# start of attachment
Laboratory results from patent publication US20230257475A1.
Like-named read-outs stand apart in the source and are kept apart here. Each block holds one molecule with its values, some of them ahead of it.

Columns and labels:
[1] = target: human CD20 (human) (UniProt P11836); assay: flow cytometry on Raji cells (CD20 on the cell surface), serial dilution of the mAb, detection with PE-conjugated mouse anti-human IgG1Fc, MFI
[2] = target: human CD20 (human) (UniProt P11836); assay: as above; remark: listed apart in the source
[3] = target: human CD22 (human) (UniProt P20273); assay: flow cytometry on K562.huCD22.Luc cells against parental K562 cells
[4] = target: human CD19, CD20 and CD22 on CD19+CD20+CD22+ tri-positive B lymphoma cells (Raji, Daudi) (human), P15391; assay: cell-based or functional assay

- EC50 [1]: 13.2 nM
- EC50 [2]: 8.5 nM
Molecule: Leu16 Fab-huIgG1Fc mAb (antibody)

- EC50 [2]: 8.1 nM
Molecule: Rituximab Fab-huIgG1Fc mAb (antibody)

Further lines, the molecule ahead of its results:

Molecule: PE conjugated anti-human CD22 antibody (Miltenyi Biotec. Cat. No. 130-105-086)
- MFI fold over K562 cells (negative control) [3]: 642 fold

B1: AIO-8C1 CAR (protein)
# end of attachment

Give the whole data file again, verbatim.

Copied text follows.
Laboratory results from patent publication US20230257475A1.
Like-named read-outs stand apart in the source and are kept apart here. Each block holds one molecule with its values, some of them ahead of it.

Columns and labels:
[1] = target: human CD20 (human) (UniProt P11836); assay: flow cytometry on Raji cells (CD20 on the cell surface), serial dilution of the mAb, detection with PE-conjugated mouse anti-human IgG1Fc, MFI
[2] = target: human CD20 (human) (UniProt P11836); assay: as above; remark: listed apart in the source
[3] = target: human CD22 (human) (UniProt P20273); assay: flow cytometry on K562.huCD22.Luc cells against parental K562 cells
[4] = target: human CD19, CD20 and CD22 on CD19+CD20+CD22+ tri-positive B lymphoma cells (Raji, Daudi) (human), P15391; assay: cell-based or functional assay

- EC50 [1]: 13.2 nM
- EC50 [2]: 8.5 nM
Molecule: Leu16 Fab-huIgG1Fc mAb (antibody)

- EC50 [2]: 8.1 nM
Molecule: Rituximab Fab-huIgG1Fc mAb (antibody)

Further lines, the molecule ahead of its results:

Molecule: PE conjugated anti-human CD22 antibody (Miltenyi Biotec. Cat. No. 130-105-086)
- MFI fold over K562 cells (negative control) [3]: 642 fold

B1: AIO-8C1 CAR (protein)